Ian Hoar – Passion for Technology – Geeking Out - Technology, Web, Toys, Games, Design, Entertainment, Gadgets, & Geeking Out

Android Android Android!
everyone’s talking about Android


The hype is building and this is both good and bad for Google. When something gets so hyped up it can be hard to meet expectations. People who don’t usually follow techy things are mentioning Android. Let’s face it, everyone loves Google and for a lot of people they have changed the way we use the Internet. For a smaller number of us Google has changed how we do email, how we work with documents and how we stay organized with its plethora of tools and widgets. Google has become the Swiss Army knife for the Internet, so of course we have high hopes for Android.

Google thinks the future of the web is mobile.

Christmas Day 2007 offered Google proof that the strategy could work. That morning, people unwrapped their iPhones, powered them up, clicked on the easy-to-use Safari browser — and pointed to Google. In 24 hours, the iPhone, which accounted for fewer than 5 percent of all smart phones worldwide, drove more traffic to Google than any other mobile device.

This is from Wired; they have a fantastic seven page article on Android titled Google’s Open Source Android OS Will Free the Wireless Web. This article is a must read for anyone interested in the story of Android, how it got to where it is today, and where they plan to be in the future. It also covers the challenges and battles Google may face in the near future.

Google has major backing for Android, you can check out the member list on the Open Handset Alliance website. The handset manufactures include HTC, LG, Motorola and Samsung. The phone I am looking forward to seeing the most is the HTC Touch phones which I have talked about in the past. Right now they use Windows Mobile, but they are actively developing their Android phone and hope to have it out in the latter half of this year.

Unfriendly obstacles

The most unfriendly obstacle facing Google is convincing the carriers. Some are on board, but the large ones are not. Living in Canada I know all too well what overpriced Telecoms like Rogers, Bell and Telus do for innovation and brand loyalty. With many brands and companies people use them because they like them, they have brand loyalty. People use Google because they love to use it and it does what they want. We buy certain electronic brands because we choose too. We use the carriers we use because we have too. The carriers are afraid of becoming irrelevant, and I think they are paving the way for this to become a reality.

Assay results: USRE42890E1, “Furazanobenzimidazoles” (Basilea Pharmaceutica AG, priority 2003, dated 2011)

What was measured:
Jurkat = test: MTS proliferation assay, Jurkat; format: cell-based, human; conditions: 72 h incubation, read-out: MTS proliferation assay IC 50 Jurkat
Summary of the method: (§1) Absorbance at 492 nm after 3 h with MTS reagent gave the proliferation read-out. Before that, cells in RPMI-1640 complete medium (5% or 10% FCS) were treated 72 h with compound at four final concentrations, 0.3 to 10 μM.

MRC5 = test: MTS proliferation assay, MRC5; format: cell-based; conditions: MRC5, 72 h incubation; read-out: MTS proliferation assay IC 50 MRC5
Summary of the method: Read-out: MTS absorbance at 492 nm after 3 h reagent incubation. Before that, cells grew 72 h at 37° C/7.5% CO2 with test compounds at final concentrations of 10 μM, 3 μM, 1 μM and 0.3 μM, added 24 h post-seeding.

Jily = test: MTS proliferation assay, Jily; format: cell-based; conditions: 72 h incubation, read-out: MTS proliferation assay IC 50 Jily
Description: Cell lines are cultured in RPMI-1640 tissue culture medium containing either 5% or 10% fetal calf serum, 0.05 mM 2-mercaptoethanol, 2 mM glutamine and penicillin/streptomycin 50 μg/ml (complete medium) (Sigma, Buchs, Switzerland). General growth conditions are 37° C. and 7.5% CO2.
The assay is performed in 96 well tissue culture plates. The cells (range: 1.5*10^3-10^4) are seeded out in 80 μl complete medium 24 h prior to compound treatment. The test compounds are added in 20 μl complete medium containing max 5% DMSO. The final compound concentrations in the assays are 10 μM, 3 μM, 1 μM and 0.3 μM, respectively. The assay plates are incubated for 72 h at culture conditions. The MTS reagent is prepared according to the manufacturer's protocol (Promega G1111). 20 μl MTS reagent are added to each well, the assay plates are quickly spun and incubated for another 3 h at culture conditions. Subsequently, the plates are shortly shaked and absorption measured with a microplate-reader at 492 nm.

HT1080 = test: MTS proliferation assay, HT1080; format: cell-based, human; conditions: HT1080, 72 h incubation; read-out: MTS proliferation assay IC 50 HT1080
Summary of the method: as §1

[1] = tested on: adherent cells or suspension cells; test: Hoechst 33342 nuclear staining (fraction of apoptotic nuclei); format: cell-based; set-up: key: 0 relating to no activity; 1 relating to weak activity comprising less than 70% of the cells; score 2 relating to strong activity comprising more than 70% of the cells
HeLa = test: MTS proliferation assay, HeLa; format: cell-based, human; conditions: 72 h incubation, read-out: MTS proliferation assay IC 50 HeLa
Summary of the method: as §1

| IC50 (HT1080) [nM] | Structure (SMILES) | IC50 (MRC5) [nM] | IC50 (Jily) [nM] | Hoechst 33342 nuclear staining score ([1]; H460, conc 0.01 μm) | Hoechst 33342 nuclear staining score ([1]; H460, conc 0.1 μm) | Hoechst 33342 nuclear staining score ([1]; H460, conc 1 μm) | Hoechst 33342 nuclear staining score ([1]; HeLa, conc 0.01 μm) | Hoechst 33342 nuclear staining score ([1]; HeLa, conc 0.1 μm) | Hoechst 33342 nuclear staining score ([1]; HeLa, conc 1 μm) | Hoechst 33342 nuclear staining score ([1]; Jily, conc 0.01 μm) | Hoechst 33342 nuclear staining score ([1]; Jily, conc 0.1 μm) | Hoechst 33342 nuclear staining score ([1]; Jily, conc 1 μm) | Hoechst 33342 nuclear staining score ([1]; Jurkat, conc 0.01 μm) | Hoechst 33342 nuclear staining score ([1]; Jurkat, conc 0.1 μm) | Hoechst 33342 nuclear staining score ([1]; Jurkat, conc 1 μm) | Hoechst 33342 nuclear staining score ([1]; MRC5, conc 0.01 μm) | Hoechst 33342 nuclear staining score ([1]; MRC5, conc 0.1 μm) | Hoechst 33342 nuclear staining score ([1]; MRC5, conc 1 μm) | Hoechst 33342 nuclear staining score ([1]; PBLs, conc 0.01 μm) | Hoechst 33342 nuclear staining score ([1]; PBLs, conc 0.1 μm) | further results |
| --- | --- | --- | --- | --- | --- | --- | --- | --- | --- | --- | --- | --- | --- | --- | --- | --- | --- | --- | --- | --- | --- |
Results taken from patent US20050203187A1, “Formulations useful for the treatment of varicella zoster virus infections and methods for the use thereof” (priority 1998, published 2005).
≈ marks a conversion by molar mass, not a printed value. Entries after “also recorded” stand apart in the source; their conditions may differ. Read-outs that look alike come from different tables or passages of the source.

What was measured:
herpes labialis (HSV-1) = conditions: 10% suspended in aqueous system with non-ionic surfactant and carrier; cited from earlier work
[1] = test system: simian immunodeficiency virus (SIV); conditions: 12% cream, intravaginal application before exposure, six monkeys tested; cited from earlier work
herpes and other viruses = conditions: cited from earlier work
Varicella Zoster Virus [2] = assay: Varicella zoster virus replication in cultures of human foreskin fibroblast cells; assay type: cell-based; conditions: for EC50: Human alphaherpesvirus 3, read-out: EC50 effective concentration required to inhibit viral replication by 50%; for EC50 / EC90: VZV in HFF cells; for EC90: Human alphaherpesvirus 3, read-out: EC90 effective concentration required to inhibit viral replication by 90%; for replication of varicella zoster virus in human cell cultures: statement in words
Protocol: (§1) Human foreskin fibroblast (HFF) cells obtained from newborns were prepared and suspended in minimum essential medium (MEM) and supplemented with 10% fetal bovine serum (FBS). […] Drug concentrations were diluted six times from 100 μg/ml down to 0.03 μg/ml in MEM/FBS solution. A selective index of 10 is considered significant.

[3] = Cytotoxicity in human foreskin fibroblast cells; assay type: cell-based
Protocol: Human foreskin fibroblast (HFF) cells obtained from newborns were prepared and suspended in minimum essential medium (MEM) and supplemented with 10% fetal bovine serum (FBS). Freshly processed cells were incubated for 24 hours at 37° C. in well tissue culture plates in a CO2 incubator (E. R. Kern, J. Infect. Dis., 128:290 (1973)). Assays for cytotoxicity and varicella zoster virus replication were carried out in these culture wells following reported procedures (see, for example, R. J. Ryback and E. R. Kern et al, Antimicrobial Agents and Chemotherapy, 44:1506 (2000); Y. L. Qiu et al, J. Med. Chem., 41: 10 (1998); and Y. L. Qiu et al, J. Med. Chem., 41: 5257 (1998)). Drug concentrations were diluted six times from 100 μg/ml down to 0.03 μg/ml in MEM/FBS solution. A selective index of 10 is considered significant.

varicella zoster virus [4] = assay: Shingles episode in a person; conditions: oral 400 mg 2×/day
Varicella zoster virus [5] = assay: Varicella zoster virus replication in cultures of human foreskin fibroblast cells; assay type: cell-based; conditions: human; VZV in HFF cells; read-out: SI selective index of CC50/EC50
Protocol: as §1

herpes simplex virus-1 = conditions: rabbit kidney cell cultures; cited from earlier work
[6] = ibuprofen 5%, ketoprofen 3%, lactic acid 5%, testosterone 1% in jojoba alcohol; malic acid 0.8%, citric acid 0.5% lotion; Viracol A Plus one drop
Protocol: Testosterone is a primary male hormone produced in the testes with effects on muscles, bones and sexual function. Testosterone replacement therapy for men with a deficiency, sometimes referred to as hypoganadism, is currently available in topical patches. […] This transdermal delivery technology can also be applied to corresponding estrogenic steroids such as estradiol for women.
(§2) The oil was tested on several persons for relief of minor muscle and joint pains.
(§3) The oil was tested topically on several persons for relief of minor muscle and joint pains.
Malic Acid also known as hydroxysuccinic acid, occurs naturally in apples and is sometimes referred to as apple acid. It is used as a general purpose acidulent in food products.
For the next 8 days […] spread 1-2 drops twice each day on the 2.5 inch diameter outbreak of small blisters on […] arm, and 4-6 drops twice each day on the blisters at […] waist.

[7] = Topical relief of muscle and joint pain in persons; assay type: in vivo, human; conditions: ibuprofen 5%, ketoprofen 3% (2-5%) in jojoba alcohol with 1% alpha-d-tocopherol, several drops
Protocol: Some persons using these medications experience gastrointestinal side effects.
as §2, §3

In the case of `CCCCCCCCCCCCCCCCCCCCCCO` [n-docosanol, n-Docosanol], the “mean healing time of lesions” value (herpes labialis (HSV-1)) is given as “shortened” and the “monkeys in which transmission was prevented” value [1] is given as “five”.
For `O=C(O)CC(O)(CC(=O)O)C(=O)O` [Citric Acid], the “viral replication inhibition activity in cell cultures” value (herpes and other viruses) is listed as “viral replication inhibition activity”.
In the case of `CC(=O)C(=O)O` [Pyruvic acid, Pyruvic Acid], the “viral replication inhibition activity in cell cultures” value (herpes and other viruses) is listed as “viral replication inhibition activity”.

A smart phone is about so much more than just a voice plan. Companies like Bell are actually losing when they win. A lot of people with cell phones are switching off their home phones, in Canada that is usually a phone plan with Bell. Right now my home phone costs 45 dollars a month. All I have is voice mail and the ability to call people. That’s not much for 45 dollars. A smart phone can get me 24/7 access to the web, email connectivity, voice, video, photos and more. The days of the home phone are numbered.

Time for innovation

I think now is the time for the carriers to innovate and realize that the average person doesn’t like their carrier. Change your face, come up with something new, team up with other online services and offer cool products at the tap of a button. Stop trying to trick your customer! Confusing data plans, complicated service charges and activation fees annoy customers. When I look at my regular home phone bill I don’t understand it, why does a phone bill have to be so convoluted. Tell me how much I have to pay for what I want and give me a single number. If you sell me an unlimited plan, don’t put an asterisk at the end and send me a bill when I go over the hidden limit. You are either unlimited or you are not! Make us like you and want to use your service. Honest service plans would be a great start.

As the Wired article mentions, Google is a big company and they would like to play nice, but if they have too they can get mean. They have money and have already tried to buy their own air space and probably won’t give up trying. There’s also the chance of wider Wi-Fi coverage at cheaper prices. The telecoms can either play fair now, or suffer the possible consequences in the future. I don’t hear a lot of nice thing said about the US carriers either.

The stagnation of innovation in the wireless arena is a direct result of artificial lock downs by these companies. When I read about some of the amazingly cool applications to appear from the community of developers all around the world I know that this is the way things should be done. I think Google has a new way of looking at things. Innovation should never be held back for anything, and it so often is because of narrow mindedness. Instead of innovating most of these companies go into a protectionist mode. The same applies for so many other industries, it’s the same reason we use dirty oil in our cars. Innovation is being held back because people are afraid they will lose out. Instead, we should all be thinking about how much we have to gain from new technology.

Can’t stop my buzz

Google has me excited, and the buzz is growing rapidly. I may give in and get an iPhone, since that’s a technology I can get my hands on in the coming weeks, but Android is on my radar, not only as a consumer, but as a web designer and developer too. People in these fields need to stay alert as we will most likely be building the web for these devices in the near future.